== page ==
73 years after Independence, we realise that individuals can be secular, but a country cannot, unless it is homogenous. After the Partition of 1947, unlike Muhammad Ali Jinnah’s offering of secularism as dessert to Pakistan, India had to make a meal of disparate ingredients. Multiculturalism was projected as secularism, even as three other ‘isms’ continued to mock it – communalism, parochialism, regionalism.


Ironically, Muslims seeking a leader from within the community are viewed with suspicion, when India has voted for a party that not only flaunts its Hindu identity and seeks a ‘Hindu Rashtra’, but also tries to silence those who contest such an idea.


Read more here


Prashant Bhushan Case: Privileged Dissent and Luxury of Apology

The celebrated lawyer has refused to apologise after a Supreme Court bench held that a couple of his tweets constituted a contempt of court. 

Hungry for part-time heroes, social media declared him one; a WhatsApp image showed several fictional superheroes bowing to him as he walks past, head held high. This case has now transformed into performative art, with its exaggerated portrayals. Bravado is perceived as bravery and privilege as persistence.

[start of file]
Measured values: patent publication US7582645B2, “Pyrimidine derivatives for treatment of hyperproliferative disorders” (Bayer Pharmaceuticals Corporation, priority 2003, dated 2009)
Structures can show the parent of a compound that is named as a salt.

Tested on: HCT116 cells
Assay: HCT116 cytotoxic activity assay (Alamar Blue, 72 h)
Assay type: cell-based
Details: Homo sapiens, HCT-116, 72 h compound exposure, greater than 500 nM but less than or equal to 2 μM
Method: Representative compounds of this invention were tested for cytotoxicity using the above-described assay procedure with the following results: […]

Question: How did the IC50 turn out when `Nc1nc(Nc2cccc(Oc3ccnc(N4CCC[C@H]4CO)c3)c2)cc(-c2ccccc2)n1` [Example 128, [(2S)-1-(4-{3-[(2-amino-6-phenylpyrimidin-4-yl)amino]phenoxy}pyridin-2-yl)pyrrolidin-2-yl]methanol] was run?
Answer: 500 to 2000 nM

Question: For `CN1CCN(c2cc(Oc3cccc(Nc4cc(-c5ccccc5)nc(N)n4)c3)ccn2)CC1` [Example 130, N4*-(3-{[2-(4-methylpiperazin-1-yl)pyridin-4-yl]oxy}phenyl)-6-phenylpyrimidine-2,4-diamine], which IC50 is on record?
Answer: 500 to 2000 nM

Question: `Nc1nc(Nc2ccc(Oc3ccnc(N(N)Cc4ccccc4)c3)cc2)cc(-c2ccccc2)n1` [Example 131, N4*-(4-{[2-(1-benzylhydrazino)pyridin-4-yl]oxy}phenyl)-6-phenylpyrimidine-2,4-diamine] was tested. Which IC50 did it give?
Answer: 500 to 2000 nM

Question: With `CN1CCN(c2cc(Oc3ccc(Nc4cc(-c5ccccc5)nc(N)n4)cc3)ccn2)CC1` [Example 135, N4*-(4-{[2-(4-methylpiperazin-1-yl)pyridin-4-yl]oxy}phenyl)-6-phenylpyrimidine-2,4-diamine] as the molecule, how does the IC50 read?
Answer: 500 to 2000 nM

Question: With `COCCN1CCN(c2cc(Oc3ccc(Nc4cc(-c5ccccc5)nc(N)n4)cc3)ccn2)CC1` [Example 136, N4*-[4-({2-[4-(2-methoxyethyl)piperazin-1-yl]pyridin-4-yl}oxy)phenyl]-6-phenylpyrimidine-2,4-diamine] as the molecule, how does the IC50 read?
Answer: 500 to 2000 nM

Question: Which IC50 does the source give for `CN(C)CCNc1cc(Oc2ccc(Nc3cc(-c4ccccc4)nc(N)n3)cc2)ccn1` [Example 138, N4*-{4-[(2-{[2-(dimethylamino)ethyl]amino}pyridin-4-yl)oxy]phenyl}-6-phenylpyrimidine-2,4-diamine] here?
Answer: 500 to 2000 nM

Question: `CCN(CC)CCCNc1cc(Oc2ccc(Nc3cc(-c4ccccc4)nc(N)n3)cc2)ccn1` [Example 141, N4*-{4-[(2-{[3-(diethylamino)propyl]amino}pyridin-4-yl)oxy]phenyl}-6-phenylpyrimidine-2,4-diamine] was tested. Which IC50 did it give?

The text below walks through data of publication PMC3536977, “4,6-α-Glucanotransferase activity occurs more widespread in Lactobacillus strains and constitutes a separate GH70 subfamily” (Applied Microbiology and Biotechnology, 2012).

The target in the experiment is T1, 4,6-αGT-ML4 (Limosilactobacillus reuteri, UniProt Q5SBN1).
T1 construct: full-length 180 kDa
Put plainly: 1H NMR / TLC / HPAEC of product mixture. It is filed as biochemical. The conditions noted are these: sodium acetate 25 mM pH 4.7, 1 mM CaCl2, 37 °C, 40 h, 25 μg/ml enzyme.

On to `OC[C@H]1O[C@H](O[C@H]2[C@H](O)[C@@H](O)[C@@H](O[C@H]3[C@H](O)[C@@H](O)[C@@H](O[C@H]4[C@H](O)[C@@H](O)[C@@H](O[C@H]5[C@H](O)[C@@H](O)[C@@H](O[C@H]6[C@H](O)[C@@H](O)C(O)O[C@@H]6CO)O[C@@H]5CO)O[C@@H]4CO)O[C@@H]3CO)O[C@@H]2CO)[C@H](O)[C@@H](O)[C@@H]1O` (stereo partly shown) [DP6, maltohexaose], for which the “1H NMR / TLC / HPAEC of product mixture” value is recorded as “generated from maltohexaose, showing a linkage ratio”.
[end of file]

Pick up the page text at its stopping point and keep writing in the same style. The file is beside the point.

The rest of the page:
Read full article here


Prayers, Piffle and Privation in the Time of Pandemic

“Go corona! Corona go!” Ramdas Athawale, a minister in the state government of India, chanted this phrase again and again at a prayer meeting at the Gateway of India. Among those invited to participate were Buddhist monks and the Chinese Consul General in Mumbai. The rap-like cadence soon inspired memes and a pop version.

While places of worship have been shut down to facilitate social distancing, nobody had the courage to stop a ‘gaumutra’ (cow piss) party on March 14. Guests drank the urine from mud bowls. They recited prayers before a holy fire beseeching the virus to leave. Swami Chakrapani, the president of the Akhil Bharat Hindu Mahasabha that organised the event, said, “Coronavirus has come because of the people who kill and eat animals. When you kill an animal, it creates a sort of energy that causes destruction in that place. They (global leaders) should get cow urine imported from India because the almighty resides only in the Indian cow and not in any foreign breed. I request all the presidents and prime ministers of the world to take cow urine on a daily basis. You have all these scientists who don’t know the cure, we have the cure given to us by the gods.” He also claimed that this was the “only cure” for COVID-19.